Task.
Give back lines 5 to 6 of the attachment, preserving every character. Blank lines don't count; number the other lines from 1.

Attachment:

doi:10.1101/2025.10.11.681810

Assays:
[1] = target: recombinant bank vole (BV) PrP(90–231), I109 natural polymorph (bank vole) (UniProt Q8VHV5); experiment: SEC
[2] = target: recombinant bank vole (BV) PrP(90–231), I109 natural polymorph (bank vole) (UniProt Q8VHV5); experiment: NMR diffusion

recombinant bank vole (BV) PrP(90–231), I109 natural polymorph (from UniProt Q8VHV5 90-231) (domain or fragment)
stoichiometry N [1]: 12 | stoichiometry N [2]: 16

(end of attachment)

recombinant bank vole (BV) PrP(90–231), I109 natural polymorph (from UniProt Q8VHV5 90-231) (domain or fragment)
stoichiometry N [1]: 12 | stoichiometry N [2]: 16